There was "broad scope" to improve the CFP, said Mrs Bonino during talks with fishermen and industry leaders at Brixham, south Devon.
She made similar overtures to fishing interests at Newlyn, west Cornwall, where she said discussions could herald a "new start" in Europe's relations with the United Kingdom industry.
Mrs Bonino was welcomed to Brixham by banner-waving supporters of the Save Britain's Fish campaign - which wants the UK to dump the CFP and take control of British waters up to 200 miles.
Mrs Bonino said it was up to Parliament to decide whether to withdraw from the CFP, which British fishermen feel is unfair. But she added: "I strongly believe it is better to improve the existing CFP."
Talks involving other European member states to come up with new ideas for reform were of the "utmost importance", she said, adding: "I do not think the CFP is perfect, but I do think there is scope to improve it."
And she welcomed the Government's White Paper on Europe, which spoke of remaining in the CFP but looking for improvements to it.
But the chief executive of the South West Fish Producers' Organisation, Jim Portus, said afterwards that Mrs Bonino had made clear the industry's answer lay with Parliament, which is what the industry had believed for some time.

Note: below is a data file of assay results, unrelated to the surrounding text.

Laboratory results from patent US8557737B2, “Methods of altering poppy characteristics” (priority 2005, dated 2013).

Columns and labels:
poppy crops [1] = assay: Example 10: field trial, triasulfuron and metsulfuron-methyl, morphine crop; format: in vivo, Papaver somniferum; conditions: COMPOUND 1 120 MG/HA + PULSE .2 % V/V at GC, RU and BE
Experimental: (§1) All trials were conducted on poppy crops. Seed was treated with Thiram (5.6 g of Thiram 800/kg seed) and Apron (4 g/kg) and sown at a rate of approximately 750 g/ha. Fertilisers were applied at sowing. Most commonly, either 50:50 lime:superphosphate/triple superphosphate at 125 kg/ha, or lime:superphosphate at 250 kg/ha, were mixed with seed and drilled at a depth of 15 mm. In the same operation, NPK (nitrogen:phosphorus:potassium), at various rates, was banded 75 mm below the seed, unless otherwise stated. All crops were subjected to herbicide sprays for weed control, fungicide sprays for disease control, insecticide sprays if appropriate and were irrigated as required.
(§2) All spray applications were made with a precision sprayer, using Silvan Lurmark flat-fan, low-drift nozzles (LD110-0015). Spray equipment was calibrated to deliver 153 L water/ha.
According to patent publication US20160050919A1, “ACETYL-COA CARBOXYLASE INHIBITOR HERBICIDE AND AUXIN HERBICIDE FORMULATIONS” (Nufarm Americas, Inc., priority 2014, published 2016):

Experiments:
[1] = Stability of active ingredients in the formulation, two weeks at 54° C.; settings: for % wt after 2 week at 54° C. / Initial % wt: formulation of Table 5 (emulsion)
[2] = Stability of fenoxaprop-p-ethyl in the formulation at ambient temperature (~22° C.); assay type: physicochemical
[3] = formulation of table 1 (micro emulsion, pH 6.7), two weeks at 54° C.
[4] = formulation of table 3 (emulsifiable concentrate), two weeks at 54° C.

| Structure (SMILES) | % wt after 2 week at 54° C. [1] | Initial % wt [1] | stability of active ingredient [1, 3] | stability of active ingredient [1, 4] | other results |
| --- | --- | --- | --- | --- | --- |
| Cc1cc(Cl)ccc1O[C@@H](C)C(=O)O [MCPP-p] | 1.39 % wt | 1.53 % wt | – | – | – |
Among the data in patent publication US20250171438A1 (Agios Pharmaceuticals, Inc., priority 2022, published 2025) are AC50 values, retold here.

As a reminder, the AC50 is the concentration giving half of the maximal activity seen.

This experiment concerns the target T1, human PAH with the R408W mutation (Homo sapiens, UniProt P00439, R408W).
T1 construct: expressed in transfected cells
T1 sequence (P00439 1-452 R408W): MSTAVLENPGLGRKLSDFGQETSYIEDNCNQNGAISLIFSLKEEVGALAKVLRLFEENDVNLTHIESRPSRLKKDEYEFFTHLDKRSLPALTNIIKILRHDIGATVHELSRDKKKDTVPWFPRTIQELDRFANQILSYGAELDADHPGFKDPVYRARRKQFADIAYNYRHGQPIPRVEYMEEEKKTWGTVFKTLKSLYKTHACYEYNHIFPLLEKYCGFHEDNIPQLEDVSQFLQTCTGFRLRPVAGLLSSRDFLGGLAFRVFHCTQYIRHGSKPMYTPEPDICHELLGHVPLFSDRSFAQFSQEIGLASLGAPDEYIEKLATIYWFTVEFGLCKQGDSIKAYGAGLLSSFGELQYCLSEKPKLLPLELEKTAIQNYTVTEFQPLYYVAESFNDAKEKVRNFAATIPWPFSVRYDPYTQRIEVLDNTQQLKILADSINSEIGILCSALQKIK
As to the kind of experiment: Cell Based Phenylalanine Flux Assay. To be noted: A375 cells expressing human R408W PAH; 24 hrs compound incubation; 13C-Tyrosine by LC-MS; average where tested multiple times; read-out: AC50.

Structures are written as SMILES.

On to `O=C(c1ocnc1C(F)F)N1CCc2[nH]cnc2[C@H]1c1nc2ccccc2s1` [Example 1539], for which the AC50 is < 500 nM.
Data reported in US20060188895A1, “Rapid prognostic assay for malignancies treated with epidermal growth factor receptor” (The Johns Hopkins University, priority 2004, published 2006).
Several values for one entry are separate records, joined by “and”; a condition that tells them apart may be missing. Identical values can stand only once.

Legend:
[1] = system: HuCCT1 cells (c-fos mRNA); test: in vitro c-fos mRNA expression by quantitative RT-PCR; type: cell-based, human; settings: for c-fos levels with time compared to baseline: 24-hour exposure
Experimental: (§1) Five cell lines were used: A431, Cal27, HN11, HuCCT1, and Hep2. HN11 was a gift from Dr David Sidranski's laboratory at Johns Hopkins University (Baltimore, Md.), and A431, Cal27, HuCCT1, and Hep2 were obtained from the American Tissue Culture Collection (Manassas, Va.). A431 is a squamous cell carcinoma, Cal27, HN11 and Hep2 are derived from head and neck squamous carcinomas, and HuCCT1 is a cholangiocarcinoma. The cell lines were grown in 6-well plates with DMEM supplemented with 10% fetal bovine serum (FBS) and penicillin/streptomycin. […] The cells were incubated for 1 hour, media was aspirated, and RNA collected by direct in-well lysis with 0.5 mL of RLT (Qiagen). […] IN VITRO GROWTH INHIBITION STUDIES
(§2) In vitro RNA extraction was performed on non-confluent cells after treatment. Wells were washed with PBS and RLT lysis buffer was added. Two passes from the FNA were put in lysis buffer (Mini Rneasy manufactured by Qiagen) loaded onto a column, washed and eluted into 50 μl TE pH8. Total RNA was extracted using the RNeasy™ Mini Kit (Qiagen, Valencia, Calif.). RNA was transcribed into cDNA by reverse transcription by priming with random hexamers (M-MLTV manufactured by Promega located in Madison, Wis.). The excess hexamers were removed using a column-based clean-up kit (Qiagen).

"So until we get our Parliament to make policy decisions favourable to the fishing industry, I do not see any point in arguing who is right or wrong in Europe," he said.
He did not believe the European discussions she suggested would result in any long-term improvement for British fishermen. However, it was a worthwhile visit for Mrs Bonino, who had been living in a state of "complete ignorance" of the concerns of the UK fishing industry, said Mr Portus.
Fishermen are also bitter about the armada of foreign-owned, UK-registered vessels fishing on the British quota.
Mrs Bonino said there were ways of reducing the impact of "quota-hoppers" now, and she would give "all legal assistance".
The Cornish Fish Producers' Organisation chief executive, Mike Townsend, said "radical changes" were needed in the CFP, but he had taken "some comfort" from the meeting.